On the 'A' w/Souleo: African-American Literary Awards Show Faces Questionable Future

10/29/2014 05:49 pm ET Updated Dec 06, 2017

For the second time in its ten year history, the African-American Literary Awards Show [AALAS] has canceled its ceremony. The first cancellation in 2005 was due to Hurricane Katrina but this year the challenges appear to be internal.

The event -- set to honor the late Maya Angelou and James Earl Hardy -- was originally scheduled for September 27 but was postponed to October 26 at My Image Studios Harlem. Following the date change, AALAS President Yvette Hayward said she struggled to secure enough winners to be present to accept their awards. Last Wednesday, three days before the event Hayward canceled the show.

"I didn't want an awards show and have no winners showing up for it," she said. "I was trying to be loyal to my audience and make sure they got what they paid for. I couldn't go on in good conscience."

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Hayward denies that funding was to blame as for the past nine years she has covered production expenses largely out-of-pocket after unsuccessful attempts to secure major financial backing. Although she declined to give figures on the show's budget, this year's hired event producer, Musa Jackson of Musa Jackson Productions estimates it was around $18,000.

In an email statement Jackson noted that he believes money was a major concern writing, "Yvette Hayward couldn't come up with money for [a] down payment a week before September 27...but Yvette insisted the show must go on."

Ticket sales ranging from $100 to $150 will be refunded and winners will receive their awards in the mail. Hayward plans to forge ahead with an awards show next year in September in Harlem. Fortunately for AALAS, MIST Harlem would welcome them back.

"We would love for them to come back," said MIST Harlem branding and marketing director, Theresa O'Neal. "We are in the event business and there are times events get canceled for many reasons but we work with the community."

Meanwhile, Jackson plans to still honor Hardy -- whose groundbreaking book about black gay male culture B-Boy Blues celebrates its 20th anniversary this year -- with a separate event that is currently in the works.

"We should always honor our authors," Jackson said. "We have to do something for our literary community."

Immigration Equality puts the spotlight on women and new leadership

Caroline Dessert, the new executive director of Immigration Equality [IE], may have just started in her role but she is already beaming with pride at the work of the organization, which provides direct legal services to and advocacy for LGBT and HIV-positive asylum seekers.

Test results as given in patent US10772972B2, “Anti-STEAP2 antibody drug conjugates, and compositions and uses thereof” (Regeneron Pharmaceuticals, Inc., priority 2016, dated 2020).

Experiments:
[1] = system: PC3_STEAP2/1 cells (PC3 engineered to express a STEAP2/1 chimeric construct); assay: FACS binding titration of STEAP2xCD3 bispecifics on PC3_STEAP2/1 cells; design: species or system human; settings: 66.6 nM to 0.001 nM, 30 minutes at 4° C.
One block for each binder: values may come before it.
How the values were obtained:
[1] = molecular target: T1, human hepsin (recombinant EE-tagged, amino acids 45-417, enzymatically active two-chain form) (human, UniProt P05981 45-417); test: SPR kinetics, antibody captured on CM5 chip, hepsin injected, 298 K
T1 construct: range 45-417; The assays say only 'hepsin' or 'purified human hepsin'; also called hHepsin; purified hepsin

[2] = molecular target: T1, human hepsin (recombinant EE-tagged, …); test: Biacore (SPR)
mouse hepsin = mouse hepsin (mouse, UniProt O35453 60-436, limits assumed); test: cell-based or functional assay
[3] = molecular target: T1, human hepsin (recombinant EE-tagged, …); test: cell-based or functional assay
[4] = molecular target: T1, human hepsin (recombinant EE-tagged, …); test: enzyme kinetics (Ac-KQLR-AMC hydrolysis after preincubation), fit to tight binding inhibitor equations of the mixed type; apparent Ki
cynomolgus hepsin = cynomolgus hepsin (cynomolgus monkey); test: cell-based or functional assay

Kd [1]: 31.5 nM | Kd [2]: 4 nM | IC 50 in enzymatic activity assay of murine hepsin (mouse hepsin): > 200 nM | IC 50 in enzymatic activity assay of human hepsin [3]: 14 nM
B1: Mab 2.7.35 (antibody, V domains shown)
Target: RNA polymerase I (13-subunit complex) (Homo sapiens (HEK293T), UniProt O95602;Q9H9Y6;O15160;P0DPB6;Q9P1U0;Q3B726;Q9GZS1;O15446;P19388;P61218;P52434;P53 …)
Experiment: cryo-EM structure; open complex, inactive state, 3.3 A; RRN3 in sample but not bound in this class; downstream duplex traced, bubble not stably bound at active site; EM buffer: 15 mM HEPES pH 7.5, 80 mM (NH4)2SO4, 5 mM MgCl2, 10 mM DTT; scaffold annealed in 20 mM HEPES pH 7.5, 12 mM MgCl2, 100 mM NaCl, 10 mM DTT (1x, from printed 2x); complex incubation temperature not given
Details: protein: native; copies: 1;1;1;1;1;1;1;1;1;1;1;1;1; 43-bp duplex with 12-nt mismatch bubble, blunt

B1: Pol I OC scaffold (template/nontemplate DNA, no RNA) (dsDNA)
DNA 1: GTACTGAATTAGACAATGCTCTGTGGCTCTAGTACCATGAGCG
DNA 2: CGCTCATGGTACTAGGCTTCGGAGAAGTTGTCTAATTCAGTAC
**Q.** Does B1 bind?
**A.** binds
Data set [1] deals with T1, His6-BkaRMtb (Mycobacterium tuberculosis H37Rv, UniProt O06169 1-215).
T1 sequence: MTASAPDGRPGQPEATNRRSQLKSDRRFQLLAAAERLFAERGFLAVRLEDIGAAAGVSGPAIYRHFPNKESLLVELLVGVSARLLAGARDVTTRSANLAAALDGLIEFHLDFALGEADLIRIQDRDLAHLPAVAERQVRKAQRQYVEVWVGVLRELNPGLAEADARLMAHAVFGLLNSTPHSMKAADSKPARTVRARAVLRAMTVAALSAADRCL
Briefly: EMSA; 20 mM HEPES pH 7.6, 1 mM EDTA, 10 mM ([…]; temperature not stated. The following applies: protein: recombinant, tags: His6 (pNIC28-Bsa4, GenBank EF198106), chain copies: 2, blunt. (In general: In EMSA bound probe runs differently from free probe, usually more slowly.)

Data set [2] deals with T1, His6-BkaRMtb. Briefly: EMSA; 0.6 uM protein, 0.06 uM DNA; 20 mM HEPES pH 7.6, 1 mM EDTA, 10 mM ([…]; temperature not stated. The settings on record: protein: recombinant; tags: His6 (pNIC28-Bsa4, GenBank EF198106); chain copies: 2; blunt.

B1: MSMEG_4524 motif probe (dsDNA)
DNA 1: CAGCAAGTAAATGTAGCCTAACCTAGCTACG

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André St. Clair and Caroline Dessert of Immigration Equality were joined by New York City Public Advocate Letitia James at Shine/Courtesy: Immigration Equality

"There is no other organization like this. We serve the most vulnerable members like asylum seekers and women that survived horrific gender based violence, rape in detention centers, forced marriages and female genital mutilation," she said at the organization's women-centered celebration and fundraiser, Shine.

Supporters gathered at Housing Works Bookstore Café in New York City where the evening's honorees included co-founder and past president of the board of directors of IE, Suzanne B. Goldberg, ESQ. and Lorena Borjas, a transgender woman and community activist. During the evening there were numerous heartfelt speeches including an introduction by IE's major gifts and special events manager André St. Clair. She shared her personal connection to IE's mission as a transgender Jamaican. According to IE, Jamaica had 159 asylum cases last year and it is among the nearly 80 countries with anti-LGBT laws.

This year, IE reached a milestone securing asylum for its 600th client while maintaining a 99 percent success rate. Still Dessert noted the current challenges facing the organization and implored the crowd to provide assistance whether it is through pro bono legal services or donations.

"For the first time in 20 years we are turning clients away because our staff is beyond capacity. Clients know if we can't take the case there is nowhere else to run and that is unacceptable. The only way to live up to our mission is with your help," she told the crowd.

Those willing to take a stand are New York City Public Advocate, Letitia James. She shared her plans to recruit pro bono lawyers to represent undocumented children and will take on some cases herself. "All throughout my career I've focused on social justice issues and those subject to discrimination. Having tasted the sting of it in my life I want no one to suffer what I suffer," she said. "That's why I love and support this organization."

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The weekly column, On the "A" w/Souleo, covers the intersection of the arts, culture entertainment and philanthropy in Harlem and beyond and is written by Souleo, founder and president of event/media content production company Souleo Enterprises, LLC.